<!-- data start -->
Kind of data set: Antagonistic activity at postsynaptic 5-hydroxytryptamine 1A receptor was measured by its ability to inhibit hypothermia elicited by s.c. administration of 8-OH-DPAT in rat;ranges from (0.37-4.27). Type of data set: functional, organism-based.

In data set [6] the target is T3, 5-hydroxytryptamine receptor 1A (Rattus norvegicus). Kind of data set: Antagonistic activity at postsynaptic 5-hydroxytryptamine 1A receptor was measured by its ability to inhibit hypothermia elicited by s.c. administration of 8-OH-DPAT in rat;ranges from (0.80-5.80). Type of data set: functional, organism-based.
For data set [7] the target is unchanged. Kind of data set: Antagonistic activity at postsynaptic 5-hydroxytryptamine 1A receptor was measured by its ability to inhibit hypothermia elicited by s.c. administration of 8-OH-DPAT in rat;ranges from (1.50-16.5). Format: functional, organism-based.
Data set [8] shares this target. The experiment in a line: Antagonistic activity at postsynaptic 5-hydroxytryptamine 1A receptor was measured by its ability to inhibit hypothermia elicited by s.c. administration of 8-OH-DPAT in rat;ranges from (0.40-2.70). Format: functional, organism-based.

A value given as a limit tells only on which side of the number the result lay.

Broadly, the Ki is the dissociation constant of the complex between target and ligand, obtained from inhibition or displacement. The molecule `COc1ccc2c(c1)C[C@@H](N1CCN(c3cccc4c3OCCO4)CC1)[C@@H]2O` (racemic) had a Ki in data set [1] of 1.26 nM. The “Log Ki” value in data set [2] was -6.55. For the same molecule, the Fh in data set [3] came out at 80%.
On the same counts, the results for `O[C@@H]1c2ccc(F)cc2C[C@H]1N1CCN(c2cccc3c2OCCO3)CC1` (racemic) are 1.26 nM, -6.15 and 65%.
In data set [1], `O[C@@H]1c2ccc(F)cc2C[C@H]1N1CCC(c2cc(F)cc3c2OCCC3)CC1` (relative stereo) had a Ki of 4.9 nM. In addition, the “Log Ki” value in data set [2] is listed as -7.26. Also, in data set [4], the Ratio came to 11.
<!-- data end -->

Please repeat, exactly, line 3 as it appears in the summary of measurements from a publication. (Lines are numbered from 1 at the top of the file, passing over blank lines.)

For data set [7] the target is unchanged. Kind of data set: Antagonistic activity at postsynaptic 5-hydroxytryptamine 1A receptor was measured by its ability to inhibit hypothermia elicited by s.c. administration of 8-OH-DPAT in rat;ranges from (1.50-16.5). Format: functional, organism-based.